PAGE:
Chinese mobile developer and publisher Netease has moved to dismiss a pending lawsuit from PUBG Corp in which PUBG accuses Netease of copyright infringement. The suit argues that Netease's recent battle royale games, Knives Out and Rules of Survival, infringe the copyright of PUBG by being too similar.
The filing was brought about last April and accused Netease of attempting to poach PUBG's audience before the game could make it to mobile.
Netease counters PUBG's complaint by attesting, essentially, that a single company cannot monopolize an entire genre under the Copyright Act or other laws. Copyright, the summary reads, only protects original expression. It goes on to call PUBG's suit a "shameless attempt" to monopolize a genre and block real competition.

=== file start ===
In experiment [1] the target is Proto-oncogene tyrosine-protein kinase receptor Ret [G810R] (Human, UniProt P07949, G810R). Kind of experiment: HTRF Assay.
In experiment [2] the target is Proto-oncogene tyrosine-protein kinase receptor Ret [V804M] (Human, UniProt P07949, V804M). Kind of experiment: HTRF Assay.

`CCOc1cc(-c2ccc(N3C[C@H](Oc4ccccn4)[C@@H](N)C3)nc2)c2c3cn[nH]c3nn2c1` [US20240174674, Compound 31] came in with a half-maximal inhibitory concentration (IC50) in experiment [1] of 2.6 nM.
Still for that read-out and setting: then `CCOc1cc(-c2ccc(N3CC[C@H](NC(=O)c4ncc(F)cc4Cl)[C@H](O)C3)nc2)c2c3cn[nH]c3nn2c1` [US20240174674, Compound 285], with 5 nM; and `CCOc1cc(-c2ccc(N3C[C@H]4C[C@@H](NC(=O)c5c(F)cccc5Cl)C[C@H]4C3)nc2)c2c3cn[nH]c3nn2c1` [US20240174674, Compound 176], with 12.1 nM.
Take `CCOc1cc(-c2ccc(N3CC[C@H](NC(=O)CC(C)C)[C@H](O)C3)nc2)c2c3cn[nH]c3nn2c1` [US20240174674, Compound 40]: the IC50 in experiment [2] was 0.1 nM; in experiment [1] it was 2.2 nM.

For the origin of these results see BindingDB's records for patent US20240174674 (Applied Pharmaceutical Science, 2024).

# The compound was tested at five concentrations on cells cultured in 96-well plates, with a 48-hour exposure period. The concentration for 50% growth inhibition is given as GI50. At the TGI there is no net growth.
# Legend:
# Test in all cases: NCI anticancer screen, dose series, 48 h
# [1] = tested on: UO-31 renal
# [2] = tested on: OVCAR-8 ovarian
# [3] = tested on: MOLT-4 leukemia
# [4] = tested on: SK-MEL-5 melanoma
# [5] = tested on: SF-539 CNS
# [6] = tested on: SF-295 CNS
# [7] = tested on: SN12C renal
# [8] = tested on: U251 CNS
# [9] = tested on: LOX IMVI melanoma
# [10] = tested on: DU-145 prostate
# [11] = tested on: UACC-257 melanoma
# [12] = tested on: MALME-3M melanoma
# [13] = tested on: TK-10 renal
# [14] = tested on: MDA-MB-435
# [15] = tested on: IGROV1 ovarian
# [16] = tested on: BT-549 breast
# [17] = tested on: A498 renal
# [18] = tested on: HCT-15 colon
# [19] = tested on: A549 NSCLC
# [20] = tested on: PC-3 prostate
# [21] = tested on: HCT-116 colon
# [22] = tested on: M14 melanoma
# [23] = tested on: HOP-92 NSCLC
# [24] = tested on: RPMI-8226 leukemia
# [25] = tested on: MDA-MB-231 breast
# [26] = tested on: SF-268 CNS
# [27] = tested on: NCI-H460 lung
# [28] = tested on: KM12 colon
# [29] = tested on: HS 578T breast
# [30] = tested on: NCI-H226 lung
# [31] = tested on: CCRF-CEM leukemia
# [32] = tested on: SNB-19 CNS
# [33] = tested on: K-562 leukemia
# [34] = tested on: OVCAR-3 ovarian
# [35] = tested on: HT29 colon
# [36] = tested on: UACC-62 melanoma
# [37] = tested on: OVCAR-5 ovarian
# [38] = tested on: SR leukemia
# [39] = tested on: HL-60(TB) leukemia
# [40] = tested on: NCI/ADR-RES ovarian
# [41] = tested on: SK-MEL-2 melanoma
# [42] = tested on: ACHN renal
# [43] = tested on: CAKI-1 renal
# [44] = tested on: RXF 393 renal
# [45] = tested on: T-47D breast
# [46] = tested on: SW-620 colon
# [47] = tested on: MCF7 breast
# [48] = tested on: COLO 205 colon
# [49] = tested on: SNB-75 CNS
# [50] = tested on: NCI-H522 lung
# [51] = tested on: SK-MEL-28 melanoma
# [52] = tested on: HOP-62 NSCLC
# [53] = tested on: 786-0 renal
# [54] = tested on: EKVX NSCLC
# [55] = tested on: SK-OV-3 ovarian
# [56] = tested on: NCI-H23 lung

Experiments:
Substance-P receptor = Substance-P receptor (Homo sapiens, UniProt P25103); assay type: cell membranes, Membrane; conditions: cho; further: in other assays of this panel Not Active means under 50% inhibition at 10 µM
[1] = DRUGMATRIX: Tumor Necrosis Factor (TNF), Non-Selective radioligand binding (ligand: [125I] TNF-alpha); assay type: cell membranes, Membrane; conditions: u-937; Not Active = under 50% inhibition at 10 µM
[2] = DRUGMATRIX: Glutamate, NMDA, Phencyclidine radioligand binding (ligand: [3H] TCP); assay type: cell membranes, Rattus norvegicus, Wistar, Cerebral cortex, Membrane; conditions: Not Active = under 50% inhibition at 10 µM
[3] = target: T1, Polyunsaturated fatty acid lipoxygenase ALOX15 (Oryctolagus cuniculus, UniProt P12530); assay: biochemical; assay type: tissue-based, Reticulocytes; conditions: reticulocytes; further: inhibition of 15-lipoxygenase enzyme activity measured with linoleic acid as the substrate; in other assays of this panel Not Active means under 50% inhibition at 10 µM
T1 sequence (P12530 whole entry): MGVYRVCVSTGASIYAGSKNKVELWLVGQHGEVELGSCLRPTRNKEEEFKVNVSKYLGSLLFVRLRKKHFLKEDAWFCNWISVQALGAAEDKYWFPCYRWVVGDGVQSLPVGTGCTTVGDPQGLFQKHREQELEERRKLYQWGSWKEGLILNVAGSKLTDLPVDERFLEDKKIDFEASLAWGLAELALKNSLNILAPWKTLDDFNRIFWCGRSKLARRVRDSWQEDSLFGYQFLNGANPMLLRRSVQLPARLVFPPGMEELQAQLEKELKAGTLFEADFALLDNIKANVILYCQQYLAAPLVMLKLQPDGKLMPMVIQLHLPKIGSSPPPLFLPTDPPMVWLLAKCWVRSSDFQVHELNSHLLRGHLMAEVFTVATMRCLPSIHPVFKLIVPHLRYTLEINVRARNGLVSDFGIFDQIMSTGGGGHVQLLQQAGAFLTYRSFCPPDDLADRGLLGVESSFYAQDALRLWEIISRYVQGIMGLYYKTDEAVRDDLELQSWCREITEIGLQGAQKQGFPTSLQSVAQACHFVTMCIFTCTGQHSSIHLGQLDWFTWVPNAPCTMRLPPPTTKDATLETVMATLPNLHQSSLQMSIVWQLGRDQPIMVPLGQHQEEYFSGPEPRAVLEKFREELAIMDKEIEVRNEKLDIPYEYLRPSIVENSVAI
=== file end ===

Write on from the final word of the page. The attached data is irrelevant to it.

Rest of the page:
The dismissal continues by offering arguments as to why PUBG is unable to copyright elements such as health bars, players wearing everyday clothing, lobbies, and the phrase 'winner winner chicken dinner.'" It then points out elements that are different between Netease's games and PUBG, such as mood, themes, settings, art, weapons, and more. Finally, it concludes that "PUBG's complaint should be dismissed in its entirety. Because leave to amend would be futile, the dismissal should be with prejudice."
Knives Out has already been an enormous success for Netease, bringing in over 100 million registered users in the first few months of its launch and reporting global sales of around $24 million for February this year.